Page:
Sunday, March 16, 2014

Good defeats Evil time again!


 Here are two tales from a long time ago, about how goodness prevails and striking parallels about how the antagonists meet their fate at the hands of divinity. The first one is from the book of Esther , the story of Haman the evil.
 Haman was the  vizier in the ancient empire of Persia at the court of Xerxes I. He plots to poison the kings mind, hatches a diabolical plot to exterminate Mordechai (a confidant of the king and an uncle of Xerxes' queen Esther) and other Jews who lived in Persia and in his arrogance, even builds gallows from which to hang Mordechai. His plans are foiled by queen Esther and Haman finds himself at the end of the noose he created for Mordechai. This deliverance from the evil Hamam is commemorated by the Jewish holiday Purim.

The second story, from the Puranas is that of Holika, the demoness. Holika was the sister of the Asura Hiranyakashipu. Their familial hatred of Vishnu was legendary and when Kamsa, the lord of  Mathura seeks her help in finding and destroying the infant Krishna (an avatar of Lord Vishnu), she eagerly accepts the challenge. Holika had the divine gift of being immune to fire and thus tries to immolate herself along with the infant. But alas, the scheme fails and the evil Holika gets incinerated.

Two tales, from two different religions, the striking similarity is that the antagonists each get finished off by the very tools they tried to use against their targets. Today, these festivals are even commemorated in similar ways via bonfires (this tradition seems to have existed as recently as the 1950s in certain remote parts of  Iran & Kurdistan). The foods that mark these events are the triangular Hammentashens, (the shape is supposed to represent Haman's triangular hat ) and the Puran Poli, a stuffed sweet griddle bread that is made for the festival of Holi in western India. Both these recipes consists of a stuffing enclosed by a dough covering.

The similarities were so striking from the parables down to the celebratory pastries that I had to give this idea a serious try, and it was a splendid success on my second try. The shell is an eggless version of that used in the traditional Hammentashen, while the filling is that used in the Indian Puran poli.  I also used some Jack fruit Pate as an another filling variation.




I'm not sure what to call it, so am leaving the naming of this to you, my readers.. Purim Poli or Holi-tashen?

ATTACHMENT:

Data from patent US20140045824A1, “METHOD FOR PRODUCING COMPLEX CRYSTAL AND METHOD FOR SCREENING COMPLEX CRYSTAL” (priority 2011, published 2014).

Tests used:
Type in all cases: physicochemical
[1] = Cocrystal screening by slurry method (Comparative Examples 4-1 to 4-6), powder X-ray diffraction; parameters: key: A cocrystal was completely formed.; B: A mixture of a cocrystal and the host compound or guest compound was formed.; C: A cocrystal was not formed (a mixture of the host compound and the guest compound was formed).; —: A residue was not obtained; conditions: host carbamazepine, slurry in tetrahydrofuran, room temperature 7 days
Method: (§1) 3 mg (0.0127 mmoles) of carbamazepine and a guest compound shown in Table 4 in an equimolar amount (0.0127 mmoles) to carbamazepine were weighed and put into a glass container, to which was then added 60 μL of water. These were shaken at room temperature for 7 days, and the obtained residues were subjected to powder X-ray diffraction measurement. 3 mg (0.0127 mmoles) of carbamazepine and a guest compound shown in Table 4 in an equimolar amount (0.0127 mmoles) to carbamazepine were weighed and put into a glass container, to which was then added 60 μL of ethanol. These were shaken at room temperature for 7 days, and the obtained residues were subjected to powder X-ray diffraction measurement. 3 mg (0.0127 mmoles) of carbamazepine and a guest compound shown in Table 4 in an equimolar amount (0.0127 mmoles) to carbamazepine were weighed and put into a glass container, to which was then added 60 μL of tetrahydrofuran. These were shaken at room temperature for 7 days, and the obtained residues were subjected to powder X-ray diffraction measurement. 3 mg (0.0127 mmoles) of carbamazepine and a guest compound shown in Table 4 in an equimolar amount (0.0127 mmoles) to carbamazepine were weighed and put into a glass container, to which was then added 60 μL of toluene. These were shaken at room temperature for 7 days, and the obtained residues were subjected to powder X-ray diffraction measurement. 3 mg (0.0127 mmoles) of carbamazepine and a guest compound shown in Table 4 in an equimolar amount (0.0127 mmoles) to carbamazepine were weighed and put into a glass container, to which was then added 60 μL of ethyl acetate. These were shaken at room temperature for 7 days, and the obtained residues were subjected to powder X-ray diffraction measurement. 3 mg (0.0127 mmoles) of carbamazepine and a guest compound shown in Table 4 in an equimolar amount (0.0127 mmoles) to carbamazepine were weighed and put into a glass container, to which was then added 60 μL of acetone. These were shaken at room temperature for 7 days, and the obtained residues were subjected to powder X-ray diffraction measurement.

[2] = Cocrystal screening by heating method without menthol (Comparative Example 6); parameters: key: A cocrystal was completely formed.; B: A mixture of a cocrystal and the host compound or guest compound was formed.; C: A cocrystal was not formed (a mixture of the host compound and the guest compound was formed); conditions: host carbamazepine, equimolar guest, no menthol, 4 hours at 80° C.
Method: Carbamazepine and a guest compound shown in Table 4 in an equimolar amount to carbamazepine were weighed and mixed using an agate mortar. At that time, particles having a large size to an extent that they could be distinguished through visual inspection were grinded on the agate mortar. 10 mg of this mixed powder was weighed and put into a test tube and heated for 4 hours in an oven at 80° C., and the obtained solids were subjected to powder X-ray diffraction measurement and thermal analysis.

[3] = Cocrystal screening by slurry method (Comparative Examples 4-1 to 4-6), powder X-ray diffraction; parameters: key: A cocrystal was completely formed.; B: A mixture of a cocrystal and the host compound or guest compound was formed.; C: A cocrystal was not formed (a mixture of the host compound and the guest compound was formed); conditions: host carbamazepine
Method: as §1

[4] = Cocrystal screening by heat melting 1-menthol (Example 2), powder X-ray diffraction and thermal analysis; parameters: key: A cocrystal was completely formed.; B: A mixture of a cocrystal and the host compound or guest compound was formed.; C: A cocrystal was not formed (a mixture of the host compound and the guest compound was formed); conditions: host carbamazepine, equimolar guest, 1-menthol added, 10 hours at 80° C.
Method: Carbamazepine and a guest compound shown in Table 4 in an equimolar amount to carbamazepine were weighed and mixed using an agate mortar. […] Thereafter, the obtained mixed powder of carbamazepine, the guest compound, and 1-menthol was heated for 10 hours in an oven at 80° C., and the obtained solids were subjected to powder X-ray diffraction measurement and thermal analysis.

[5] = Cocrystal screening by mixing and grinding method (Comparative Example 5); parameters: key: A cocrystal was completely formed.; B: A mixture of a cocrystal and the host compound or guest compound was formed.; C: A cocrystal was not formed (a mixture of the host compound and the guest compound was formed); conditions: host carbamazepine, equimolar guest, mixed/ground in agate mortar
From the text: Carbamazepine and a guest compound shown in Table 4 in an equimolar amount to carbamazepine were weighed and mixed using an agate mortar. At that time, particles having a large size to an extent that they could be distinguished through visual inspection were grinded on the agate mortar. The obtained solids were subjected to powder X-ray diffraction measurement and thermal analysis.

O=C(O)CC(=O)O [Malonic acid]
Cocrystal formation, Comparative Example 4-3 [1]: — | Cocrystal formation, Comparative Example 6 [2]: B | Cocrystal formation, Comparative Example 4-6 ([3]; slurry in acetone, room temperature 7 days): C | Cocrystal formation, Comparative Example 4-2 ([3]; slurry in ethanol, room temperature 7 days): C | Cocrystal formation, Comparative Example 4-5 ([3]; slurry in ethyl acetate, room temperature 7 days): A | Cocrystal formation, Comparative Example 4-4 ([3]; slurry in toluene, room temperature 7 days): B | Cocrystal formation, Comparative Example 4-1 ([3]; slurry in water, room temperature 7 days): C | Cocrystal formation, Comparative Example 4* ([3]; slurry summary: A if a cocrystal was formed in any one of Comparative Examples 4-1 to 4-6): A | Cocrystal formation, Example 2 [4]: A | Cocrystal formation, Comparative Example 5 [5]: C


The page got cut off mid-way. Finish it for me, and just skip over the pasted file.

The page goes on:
Hamentashens with a split chickpea filling. (makes ~ 15 - 16 pieces)

You need:

For the dough:

2 cups All purpose flour
1 teaspoon baking powder
1 stick (8 tablespoons butter) cut into small pieces
1 cup sugar
1/4 teaspoon powdered cardamom
1 pinch of salt
1/4 - 1/2 cup 2 % milk

Cardamom spiced chickpea filling:

You need:
1 cup well cooked split chick peas (Chana dal), mashed
1/2 cup coconut palm sugar (or regular brown sugar)
1/4 teaspoon powdered  cardamom 
1/2 cup coarsely crushed sliced almonds

Combine and sift  the all purpose flour,  baking powder, salt and cardamom. Whisk the butter and sugar until fluffy using a stand or hand mixture.Gradually add the flour mixture alternating with the milk until the ingredients come together. You do not have to use up all the milk. Knead the dough gently into a smooth ball. Shape into a disk and wrap with plastic film. Place in refrigerator for at least an hour until the dough is firm.

Combine the ingredients for the filling together and cook on low fire until the sugar melts and the mix thickens to a point where you can shape the filling with out crumbling. If it gets too dry, add a tablespoon of milk.




Preheat oven to 375 F and line two baking trays with parchment paper.

Cut the disk of dough into two and place one half between two pieces of cling wrap.



Roll the dough to approximately 1/4 inch thickness. Using a 3 inch diameter cookie cutter cut out circles. Carefully peel off the extra dough to be re used for the next batch. Place a teaspoon of filling in the center and bring the edges together and pinch the dough at the apices of the triangle. Use a drop of water to ensure that the edges are firmly sealed.



 Place the pastries on the lined baking trays and place in the oven. After a minute, you might notice the dough beginning to unfurl. If this happens remove the tray from the oven and re seal the pastries.


 Bake for a total of 13 - 15 minutes.Remove the hamentashens from the oven and allow them to cool completely before popping them down the hatch!


Bon appetit!

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